In closing, I’ll add that I’m convinced that suicide will not remain on the list of the top ten leading causes of death in America for much longer.  Me, and thousands of others like me, already personally touched by suicide, are committed to lowering  the suicide rate, and we are an unstoppable force, powered by love.  It is only a matter of time before we build the political will necessary for this country to take the collective action required to dramatically reduce the number of lives claimed by suicide.  I believe this relatively small group of thoughtful, committed citizens is about to cause a beautiful tipping point in this movement, but we need more Americans to join us in this fight to finally bring about the beginning of the end of suicide in America.  Please consider volunteering your time and energy or donating money to a suicide awareness and prevention non-profit.  Here are links to the websites of three major, national ones :

American Foundation for Suicide Prevention

Active Minds

The Jed Foundation

Finally, I call on every American to either learn about or remind themselves about the warning signs of suicide and what to do about them if you see them within yourself or in someone you know.

Thank you for reading and please take the time to share this post.

Francesco Bellafante
June 26, 2015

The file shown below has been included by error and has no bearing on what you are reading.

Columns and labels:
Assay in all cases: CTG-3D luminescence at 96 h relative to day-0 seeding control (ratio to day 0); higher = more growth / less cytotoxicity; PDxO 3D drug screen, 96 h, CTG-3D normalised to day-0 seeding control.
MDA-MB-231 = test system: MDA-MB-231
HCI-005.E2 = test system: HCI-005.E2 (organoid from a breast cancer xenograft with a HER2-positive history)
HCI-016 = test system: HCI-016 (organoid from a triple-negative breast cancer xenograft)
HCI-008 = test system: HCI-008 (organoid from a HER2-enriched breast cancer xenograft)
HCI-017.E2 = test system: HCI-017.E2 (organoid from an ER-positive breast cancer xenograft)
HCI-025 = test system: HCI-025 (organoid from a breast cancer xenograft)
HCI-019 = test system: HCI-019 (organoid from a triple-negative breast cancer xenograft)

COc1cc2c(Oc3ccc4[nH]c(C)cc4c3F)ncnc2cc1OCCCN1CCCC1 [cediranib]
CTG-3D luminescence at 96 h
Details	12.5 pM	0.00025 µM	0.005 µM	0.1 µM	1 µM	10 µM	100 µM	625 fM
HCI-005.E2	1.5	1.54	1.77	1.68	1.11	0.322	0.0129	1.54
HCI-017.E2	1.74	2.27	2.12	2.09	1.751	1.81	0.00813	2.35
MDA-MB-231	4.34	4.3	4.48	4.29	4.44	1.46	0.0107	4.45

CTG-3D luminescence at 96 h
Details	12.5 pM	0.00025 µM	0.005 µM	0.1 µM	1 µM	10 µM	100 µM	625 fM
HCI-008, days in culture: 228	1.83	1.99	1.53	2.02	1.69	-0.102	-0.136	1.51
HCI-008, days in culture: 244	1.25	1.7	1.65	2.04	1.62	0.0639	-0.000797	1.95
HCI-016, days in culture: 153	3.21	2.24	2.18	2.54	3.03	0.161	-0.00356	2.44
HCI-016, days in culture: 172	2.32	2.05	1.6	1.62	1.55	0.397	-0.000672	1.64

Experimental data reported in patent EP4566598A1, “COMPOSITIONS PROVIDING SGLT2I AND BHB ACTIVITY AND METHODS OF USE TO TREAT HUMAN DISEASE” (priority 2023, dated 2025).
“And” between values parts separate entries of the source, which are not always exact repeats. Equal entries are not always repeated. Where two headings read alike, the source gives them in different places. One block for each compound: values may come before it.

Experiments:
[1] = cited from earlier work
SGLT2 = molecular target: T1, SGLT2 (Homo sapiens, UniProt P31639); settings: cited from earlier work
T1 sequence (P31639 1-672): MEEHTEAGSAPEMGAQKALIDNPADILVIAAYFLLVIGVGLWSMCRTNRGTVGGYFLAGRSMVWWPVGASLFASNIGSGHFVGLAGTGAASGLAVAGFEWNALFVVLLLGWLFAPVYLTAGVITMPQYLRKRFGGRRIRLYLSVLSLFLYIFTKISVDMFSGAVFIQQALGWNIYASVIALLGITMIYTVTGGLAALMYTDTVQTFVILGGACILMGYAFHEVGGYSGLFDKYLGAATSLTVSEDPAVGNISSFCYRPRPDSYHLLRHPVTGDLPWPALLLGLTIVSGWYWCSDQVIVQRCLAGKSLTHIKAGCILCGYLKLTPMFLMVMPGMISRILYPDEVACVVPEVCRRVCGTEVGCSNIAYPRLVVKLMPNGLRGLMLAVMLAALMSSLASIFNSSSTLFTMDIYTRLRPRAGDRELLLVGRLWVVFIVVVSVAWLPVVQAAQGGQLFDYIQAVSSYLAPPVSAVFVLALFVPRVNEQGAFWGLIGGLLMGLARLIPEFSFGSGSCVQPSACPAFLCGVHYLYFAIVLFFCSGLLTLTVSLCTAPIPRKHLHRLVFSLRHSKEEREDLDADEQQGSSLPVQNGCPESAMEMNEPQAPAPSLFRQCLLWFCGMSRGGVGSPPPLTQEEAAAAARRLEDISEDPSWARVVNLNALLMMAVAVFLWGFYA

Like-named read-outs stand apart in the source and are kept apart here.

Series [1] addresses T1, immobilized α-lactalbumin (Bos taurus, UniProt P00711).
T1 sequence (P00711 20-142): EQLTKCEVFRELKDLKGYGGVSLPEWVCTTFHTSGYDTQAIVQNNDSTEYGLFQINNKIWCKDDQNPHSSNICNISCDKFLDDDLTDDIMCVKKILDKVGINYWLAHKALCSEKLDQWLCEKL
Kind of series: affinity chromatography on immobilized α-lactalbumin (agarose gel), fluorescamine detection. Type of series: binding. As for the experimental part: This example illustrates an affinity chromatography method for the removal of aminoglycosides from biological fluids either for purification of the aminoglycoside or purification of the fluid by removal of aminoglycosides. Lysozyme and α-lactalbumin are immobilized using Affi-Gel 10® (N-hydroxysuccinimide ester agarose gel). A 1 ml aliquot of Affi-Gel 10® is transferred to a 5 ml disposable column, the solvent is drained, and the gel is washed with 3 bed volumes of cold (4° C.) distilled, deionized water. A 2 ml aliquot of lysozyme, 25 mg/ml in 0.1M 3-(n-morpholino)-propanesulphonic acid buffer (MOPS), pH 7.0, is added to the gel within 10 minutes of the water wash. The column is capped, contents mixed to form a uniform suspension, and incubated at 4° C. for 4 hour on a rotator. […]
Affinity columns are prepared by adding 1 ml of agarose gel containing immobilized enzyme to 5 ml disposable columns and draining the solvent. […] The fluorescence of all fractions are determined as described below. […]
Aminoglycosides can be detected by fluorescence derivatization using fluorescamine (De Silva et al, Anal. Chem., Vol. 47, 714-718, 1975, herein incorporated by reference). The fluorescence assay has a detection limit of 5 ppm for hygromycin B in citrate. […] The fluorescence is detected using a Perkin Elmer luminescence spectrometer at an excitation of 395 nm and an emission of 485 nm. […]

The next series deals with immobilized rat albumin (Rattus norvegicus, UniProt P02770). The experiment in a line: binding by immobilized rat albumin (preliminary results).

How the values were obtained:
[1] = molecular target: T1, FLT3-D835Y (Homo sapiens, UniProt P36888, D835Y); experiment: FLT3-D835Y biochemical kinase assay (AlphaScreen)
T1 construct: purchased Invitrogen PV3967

Update:  A question from a friend has prompted me to add a link for the scientific research into gun violence in this country, and a link to a recent piece from

For a collection of scholarly research articles on guns and suicide see the Harvard Injury Control Research Center.

For an article from about gun violence in America from January of this year see ‘ and ‘ piece:  The Myth of the Good Guy With a Gun

National Children’s Mental Health Awareness Day at the Children’s Hospital of Philadelphia

Last Friday was National Children’s Mental Health Awareness Day, and I had the pleasure of spending it meeting and speaking with some wonderful people at the world renowned Children’s Hospital of Philadelphia.  A fellow American Foundation for Suicide Prevention Greater Philadelphia Chapter Speakers Bureau volunteer and I shared important information about the problem of suicide in children and young adults, as well as about the various training programs and resources that the AFSP provides to healthcare professionals, educators and the general public.  I was inspired by the people I met today and their sincere desire to make a difference in doing what they can, to help people struggling with suicidality.  I look forward to participating in additional events at CHOP in the near future!


Tim Ferriss Gets Personal About Suicidal Ideations